No Comment — May 29, 2007, 4:23 pm

The German Experience with Enhanced Interrogation

One of the truly disturbing aspects of the Bush Administration’s program of “enhanced interrogation techniques” is that there’s nothing new about them. Each of the techniques is well known; each has a very long legacy. The practice of waterboarding, for instance, was closely associated with the Spanish Inquisition, and appears diagramed and explained in woodcut prints from the early sixteenth century. Similarly, the practice we know as the “cold cell”–or hypothermia–was carefully developed by the Soviet NKVD, the forerunner of the KGB, as a means of preparing prisoners for interrogation. The Soviets used the motto “no blood, no shame,” and the same motto recently emerged in units of the American armed forces in Iraq.

Many of these techniques were also practiced during World War II and the years leading up to it. They were certainly not practiced by the United States, however. The practitioners were German, particularly the Geheime Staatspolizei or Gestapo and the Sicherheitsdienst or SD, the intelligence arm of the SS. The procedures were known as “enhanced interrogation techniques,” or in German, verschärfte Vernehmung.

Today, Andrew Sullivan reproduces the Gestapo memorandum which set the guidelines for verschärfte Vernehmung. One of the most striking things about it is that, compared with what Dick Cheney and company want, it is mild. The Gestapo memo forbids waterboarding, hypothermia and several other techniques that the Bush Administration permits. And it imposed strict limits on how these “enhanced techniques” could be used – requiring oversight and permits. But what happened in practice? As usual, there was a race to the bottom and the obstacles put in place were quickly overcome.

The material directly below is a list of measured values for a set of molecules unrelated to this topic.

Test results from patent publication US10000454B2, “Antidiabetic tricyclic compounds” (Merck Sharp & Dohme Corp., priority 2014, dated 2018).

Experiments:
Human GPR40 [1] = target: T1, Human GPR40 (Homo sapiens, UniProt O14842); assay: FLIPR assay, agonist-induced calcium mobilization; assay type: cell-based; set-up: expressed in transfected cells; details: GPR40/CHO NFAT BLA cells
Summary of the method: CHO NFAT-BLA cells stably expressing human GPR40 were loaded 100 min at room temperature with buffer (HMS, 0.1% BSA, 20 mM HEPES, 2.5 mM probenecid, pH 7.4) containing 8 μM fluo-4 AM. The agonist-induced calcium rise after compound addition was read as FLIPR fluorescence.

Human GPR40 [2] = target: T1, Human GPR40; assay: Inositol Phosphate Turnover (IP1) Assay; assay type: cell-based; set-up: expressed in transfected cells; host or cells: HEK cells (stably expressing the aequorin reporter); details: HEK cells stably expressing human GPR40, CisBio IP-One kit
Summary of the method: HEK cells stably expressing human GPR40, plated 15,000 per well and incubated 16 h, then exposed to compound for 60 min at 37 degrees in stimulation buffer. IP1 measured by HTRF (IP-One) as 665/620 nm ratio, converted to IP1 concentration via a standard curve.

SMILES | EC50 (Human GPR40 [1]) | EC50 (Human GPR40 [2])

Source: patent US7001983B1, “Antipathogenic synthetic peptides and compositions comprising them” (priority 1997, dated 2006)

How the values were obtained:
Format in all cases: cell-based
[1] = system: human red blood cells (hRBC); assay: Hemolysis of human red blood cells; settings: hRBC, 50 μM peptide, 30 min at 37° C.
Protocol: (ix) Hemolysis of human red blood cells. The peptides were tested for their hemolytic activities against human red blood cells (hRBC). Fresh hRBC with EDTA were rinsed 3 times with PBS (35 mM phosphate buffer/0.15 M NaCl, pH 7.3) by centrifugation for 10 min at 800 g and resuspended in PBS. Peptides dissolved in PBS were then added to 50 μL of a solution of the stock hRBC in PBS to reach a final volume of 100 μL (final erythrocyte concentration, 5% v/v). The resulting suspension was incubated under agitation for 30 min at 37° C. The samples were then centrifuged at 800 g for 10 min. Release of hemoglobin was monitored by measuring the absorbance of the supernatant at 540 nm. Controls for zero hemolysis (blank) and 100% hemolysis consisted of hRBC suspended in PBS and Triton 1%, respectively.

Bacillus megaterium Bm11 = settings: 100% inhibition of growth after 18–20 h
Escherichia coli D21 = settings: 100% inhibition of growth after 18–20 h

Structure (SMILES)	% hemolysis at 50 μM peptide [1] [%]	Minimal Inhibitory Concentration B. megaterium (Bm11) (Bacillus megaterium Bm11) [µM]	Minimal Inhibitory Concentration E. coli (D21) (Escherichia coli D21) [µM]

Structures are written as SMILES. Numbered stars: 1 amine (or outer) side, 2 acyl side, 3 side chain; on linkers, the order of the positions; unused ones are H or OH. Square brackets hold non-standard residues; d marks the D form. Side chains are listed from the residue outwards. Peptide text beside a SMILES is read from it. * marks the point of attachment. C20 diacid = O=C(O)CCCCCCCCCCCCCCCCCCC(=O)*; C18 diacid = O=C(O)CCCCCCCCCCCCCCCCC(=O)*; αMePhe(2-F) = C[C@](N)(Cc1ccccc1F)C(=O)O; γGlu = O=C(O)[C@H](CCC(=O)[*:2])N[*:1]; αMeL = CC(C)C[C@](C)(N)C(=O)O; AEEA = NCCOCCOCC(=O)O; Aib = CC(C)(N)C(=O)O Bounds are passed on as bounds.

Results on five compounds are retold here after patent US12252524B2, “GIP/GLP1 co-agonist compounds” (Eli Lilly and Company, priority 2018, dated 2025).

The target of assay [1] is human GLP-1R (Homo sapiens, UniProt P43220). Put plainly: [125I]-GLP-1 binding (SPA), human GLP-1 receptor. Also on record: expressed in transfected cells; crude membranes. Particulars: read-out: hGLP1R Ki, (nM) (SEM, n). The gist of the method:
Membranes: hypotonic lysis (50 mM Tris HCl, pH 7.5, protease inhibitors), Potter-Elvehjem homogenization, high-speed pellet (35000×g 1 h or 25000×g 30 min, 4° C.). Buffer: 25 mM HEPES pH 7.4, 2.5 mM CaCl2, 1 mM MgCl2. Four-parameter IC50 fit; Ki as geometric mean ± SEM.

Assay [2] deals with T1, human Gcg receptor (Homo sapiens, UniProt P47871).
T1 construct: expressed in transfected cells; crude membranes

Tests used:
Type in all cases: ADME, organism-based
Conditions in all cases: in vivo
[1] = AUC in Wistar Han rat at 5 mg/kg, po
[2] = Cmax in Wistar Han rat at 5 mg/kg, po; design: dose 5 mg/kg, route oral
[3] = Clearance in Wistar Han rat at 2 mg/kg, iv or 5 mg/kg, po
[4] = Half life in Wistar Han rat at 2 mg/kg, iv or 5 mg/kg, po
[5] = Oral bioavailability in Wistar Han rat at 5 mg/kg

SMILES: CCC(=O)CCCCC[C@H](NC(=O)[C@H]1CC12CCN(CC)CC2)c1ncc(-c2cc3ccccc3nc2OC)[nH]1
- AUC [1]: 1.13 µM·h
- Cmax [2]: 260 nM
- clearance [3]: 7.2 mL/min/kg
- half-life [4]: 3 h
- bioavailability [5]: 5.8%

Sullivan reviews the Norwegian war crimes trials in which the use of verschärfte Vernehmung was established as a war crime, and a capital offense. He includes testimony of a Dachau survivor describing treatment which is within the limits of the “program” prescribed by President Bush. In my mind, this is mandatory reading, and more evidence of the depraved thinking of U.S. leaders who have pushed the “program” forward. Is it reductio ad Hitleram to even raise this? That will be the dismissive charge. And on this point, I’m afraid, we need to insist that the accused stand their ground and defend themselves on the merits:

Critics will no doubt say I am accusing the Bush administration of being Hitler. I’m not. There is no comparison between the political system in Germany in 1937 and the U.S. in 2007. What I am reporting is a simple empirical fact: the interrogation methods approved and defended by this president are not new. Many have been used in the past. The very phrase used by the president to describe torture-that-isn’t-somehow-torture–”enhanced interrogation techniques”–is a term originally coined by the Nazis. The techniques are indistinguishable. The methods were clearly understood in 1948 as war-crimes. The punishment for them was death.